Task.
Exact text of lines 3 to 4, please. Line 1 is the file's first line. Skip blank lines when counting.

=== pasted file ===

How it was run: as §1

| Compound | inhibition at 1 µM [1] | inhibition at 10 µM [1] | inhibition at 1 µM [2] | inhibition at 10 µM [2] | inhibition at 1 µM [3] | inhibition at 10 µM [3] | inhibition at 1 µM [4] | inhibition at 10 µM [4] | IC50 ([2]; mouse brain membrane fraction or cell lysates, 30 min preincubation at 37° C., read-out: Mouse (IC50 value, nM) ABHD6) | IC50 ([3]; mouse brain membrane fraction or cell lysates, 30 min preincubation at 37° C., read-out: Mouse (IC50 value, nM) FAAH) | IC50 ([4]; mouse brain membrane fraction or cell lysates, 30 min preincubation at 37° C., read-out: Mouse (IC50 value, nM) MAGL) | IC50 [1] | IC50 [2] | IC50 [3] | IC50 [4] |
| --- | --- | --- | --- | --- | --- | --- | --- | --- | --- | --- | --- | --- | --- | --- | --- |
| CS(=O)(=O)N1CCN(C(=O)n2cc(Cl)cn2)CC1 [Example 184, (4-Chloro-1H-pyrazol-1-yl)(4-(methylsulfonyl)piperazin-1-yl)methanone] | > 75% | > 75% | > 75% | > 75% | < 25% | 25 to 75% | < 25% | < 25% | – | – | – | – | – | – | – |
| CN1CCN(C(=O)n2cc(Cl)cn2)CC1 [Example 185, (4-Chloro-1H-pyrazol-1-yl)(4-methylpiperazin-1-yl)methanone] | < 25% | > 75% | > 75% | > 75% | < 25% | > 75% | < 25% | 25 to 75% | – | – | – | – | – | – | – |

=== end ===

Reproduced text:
| --- | --- | --- | --- | --- | --- | --- | --- | --- | --- | --- | --- | --- | --- | --- | --- |
| CS(=O)(=O)N1CCN(C(=O)n2cc(Cl)cn2)CC1 [Example 184, (4-Chloro-1H-pyrazol-1-yl)(4-(methylsulfonyl)piperazin-1-yl)methanone] | > 75% | > 75% | > 75% | > 75% | < 25% | 25 to 75% | < 25% | < 25% | – | – | – | – | – | – | – |